Synthetic drugs become a problem on Middle Peninsula
Synthetic drugs have become a problem on the Middle Peninsula in recent years and professionals who deal with substance abusers and addicts have sought to learn more about them and their effects. Charles F. Gressard, a professor in the counseling education department at the College of William and Mary, recently addressed the topic for a group of professionals in Mathews.
Gressard’s audience included representatives from the local offices of community services, social services, probation and parole, public schools and the commonwealth’s attorney. Some were counselors who deal directly with substance abusers and addicts, while others were those who deal with their impact on society.
Mathews Social Services brought Gressard to the county through a training grant provided by the Owens Foundation in support of the county’s multidisciplinary team. The team, consisting of representatives from numerous state and local agencies, convenes to facilitate services for victims of child abuse and to assist the commonwealth’s prosecution in child abuse cases, according to Mathews Social Services Director Jo Ann Wilson-Harfst.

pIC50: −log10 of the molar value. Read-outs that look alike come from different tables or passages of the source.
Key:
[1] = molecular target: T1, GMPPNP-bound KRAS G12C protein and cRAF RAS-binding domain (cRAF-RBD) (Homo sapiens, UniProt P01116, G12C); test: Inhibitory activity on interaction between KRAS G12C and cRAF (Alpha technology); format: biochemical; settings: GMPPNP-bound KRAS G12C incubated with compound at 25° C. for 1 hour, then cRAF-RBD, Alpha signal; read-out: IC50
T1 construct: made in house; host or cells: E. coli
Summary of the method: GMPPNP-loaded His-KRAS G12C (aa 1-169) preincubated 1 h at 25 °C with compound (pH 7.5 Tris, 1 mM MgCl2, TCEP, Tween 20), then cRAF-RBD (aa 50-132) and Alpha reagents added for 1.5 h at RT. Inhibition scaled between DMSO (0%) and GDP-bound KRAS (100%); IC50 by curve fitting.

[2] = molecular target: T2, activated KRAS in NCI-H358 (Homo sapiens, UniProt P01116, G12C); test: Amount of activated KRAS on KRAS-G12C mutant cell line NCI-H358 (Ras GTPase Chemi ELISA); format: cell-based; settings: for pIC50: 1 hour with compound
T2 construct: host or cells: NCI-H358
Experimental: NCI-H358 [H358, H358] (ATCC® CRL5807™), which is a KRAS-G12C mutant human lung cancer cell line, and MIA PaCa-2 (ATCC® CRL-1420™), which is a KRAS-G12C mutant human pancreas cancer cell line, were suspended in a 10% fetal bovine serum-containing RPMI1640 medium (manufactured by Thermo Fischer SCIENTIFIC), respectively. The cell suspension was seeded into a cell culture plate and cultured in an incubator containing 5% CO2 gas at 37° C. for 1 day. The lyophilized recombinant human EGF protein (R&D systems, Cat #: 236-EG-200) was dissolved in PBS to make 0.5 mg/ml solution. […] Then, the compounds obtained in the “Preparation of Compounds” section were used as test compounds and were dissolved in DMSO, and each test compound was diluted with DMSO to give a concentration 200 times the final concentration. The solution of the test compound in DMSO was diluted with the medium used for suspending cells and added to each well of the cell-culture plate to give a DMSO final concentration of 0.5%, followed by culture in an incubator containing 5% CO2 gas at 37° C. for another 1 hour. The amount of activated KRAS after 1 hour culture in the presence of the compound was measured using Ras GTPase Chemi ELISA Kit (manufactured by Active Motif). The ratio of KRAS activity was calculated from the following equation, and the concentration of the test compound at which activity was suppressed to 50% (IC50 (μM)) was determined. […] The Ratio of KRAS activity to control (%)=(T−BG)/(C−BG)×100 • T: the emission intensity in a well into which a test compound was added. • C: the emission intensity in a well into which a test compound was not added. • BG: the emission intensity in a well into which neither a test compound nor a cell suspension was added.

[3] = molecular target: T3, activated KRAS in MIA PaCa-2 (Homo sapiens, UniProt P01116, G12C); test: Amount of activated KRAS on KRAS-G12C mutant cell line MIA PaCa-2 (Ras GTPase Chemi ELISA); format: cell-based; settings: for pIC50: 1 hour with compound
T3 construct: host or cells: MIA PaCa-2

In introducing Gressard, Wilson-Harfst said her office had seen a synthetic drug influence over the last several months, and its impact on social services customers. Particularly, she has noted its impact on parents and their ability to take care of their children.
Gressard said the circle of abuse with new synthetic drugs is the same as with more traditionally known drugs. People use them for the high, euphoria or desensitized feeling they produce. When they stop using, they feel the opposite effect, or what Gressard called the rebound effect, and then use the drug again to counter that effect.